Pastors do not corroborate very well. I spend a great deal of time reading and responding to authors in my head. My sermon creations are solitary events. I bounce ideas of my computer screen more than with another person.
This makes me similar to many 20th century artists. They worked a great deal in silo's.
But while their most ardent fans touted their work as superior to others, the artists themselves had a lot of respect for each other. And the friendships they built made them better, more expressive, artists.
- Picasso studied Matisse's work, and they spent time walking in the park comparing notes.
- Willem Kooning experimented with Jackson Pollocks drip painting style, and was so affected by him that when he died, Kooning moved across from Pollocks grave.
- While Francis Bacon basically threw paint at the canvas, and Lucian Freud carefully measured his approach to his art, Freud was encouraged to let go in his art by allowing Bacon to influence him.
As these, and other, artists continued to produce work that was both unique and contemporary, the meeting of the more traditional minds with those of the more maverick artists allowed the art work to continually grow and evolve.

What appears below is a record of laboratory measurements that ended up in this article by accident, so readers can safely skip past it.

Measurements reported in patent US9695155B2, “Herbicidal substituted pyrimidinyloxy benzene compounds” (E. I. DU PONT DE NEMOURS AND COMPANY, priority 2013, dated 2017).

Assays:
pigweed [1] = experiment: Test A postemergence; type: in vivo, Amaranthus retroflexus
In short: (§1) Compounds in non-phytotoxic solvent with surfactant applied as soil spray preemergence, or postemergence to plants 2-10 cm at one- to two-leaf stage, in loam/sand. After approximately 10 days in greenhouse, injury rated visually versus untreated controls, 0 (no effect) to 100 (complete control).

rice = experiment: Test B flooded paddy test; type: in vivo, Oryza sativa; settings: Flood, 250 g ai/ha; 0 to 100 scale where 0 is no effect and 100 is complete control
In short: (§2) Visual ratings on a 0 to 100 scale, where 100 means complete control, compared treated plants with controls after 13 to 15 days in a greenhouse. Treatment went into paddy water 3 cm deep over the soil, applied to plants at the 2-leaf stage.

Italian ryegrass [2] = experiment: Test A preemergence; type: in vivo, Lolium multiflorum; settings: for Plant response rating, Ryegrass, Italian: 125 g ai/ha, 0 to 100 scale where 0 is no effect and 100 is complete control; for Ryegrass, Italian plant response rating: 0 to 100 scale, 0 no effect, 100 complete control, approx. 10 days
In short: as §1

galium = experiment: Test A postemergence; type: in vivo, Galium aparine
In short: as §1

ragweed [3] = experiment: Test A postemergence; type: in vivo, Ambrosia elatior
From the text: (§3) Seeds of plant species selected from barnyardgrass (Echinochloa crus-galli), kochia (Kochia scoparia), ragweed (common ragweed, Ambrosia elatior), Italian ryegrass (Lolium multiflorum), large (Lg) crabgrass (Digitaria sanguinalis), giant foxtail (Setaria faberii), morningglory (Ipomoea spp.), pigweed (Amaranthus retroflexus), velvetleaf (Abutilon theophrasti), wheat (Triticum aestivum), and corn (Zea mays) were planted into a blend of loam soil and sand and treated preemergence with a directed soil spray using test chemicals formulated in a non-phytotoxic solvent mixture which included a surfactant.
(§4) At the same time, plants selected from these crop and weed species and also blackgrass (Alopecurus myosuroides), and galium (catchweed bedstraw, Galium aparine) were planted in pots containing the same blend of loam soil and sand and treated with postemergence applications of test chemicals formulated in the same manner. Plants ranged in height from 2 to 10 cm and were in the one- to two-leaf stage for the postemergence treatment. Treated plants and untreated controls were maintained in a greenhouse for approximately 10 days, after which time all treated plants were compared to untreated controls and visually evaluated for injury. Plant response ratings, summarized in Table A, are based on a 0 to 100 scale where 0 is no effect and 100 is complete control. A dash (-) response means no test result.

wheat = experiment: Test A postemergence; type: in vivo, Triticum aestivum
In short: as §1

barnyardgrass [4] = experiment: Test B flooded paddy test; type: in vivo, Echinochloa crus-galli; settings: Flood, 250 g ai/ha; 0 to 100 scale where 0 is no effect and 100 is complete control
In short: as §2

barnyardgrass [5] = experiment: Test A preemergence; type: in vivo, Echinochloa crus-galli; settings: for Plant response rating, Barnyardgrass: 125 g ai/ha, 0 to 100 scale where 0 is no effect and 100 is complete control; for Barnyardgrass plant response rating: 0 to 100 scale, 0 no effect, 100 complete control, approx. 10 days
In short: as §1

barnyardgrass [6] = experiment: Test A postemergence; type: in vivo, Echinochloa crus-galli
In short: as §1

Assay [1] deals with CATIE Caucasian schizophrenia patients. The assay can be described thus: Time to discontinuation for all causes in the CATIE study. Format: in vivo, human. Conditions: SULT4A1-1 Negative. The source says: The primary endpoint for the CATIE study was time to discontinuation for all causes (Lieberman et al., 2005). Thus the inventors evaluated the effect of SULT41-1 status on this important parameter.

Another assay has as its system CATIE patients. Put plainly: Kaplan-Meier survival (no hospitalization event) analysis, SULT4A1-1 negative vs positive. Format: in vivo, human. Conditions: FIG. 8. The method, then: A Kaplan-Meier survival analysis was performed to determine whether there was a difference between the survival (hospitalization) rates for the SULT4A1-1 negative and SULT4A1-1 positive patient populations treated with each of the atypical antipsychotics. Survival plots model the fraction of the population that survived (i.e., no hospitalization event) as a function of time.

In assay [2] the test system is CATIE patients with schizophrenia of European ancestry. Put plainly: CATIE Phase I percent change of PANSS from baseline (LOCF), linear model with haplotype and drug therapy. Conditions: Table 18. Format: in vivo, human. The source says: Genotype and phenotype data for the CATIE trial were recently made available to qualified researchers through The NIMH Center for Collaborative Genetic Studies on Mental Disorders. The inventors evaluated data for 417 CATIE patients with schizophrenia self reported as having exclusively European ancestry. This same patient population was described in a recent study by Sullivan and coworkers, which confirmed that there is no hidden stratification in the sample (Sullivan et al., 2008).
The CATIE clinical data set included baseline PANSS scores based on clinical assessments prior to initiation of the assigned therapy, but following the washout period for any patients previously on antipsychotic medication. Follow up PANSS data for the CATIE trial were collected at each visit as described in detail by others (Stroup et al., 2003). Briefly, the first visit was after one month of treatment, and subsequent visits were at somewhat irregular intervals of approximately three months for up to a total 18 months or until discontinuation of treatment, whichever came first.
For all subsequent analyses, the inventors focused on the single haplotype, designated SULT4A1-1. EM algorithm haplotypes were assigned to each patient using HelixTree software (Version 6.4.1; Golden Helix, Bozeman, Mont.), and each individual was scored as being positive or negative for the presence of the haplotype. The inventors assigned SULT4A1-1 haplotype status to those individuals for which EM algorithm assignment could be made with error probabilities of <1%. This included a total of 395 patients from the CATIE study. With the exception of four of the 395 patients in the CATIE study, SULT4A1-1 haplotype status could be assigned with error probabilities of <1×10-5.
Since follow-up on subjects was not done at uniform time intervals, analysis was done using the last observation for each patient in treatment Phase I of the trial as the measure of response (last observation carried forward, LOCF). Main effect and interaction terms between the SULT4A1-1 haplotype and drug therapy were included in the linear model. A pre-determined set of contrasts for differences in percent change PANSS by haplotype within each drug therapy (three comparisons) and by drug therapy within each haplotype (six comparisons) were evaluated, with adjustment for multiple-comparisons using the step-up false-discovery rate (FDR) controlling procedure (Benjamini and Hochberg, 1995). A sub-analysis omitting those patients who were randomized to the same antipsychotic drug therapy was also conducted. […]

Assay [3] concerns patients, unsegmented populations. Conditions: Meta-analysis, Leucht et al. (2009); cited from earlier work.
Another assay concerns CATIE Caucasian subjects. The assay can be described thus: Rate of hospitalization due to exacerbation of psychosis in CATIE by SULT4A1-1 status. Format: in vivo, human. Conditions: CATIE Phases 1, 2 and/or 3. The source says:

Imagine spiritual leaders from various walks of life, old, young, conservative, liberal, studied and practical, allowing each other to inform their own study.
It was not easy for the artists, and it is not easy for pastors and church leaders. But perhaps more walks in the park and conversations with other students would do more than reading another book, or even another blog.
Corroboration is a powerful tool.
"At times, Picasso was looking more intently at Matisse; and at other times, it was the other way around."
Information here used from the Book "The Art of Rivalry" by Sebastian Smee.